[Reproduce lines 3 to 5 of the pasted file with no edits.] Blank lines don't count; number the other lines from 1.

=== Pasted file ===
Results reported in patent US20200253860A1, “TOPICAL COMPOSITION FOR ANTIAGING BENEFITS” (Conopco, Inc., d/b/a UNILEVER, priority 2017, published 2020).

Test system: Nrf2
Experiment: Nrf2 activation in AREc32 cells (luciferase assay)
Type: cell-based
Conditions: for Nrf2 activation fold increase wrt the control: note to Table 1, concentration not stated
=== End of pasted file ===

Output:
Experiment: Nrf2 activation in AREc32 cells (luciferase assay)
Type: cell-based
Conditions: for Nrf2 activation fold increase wrt the control: note to Table 1, concentration not stated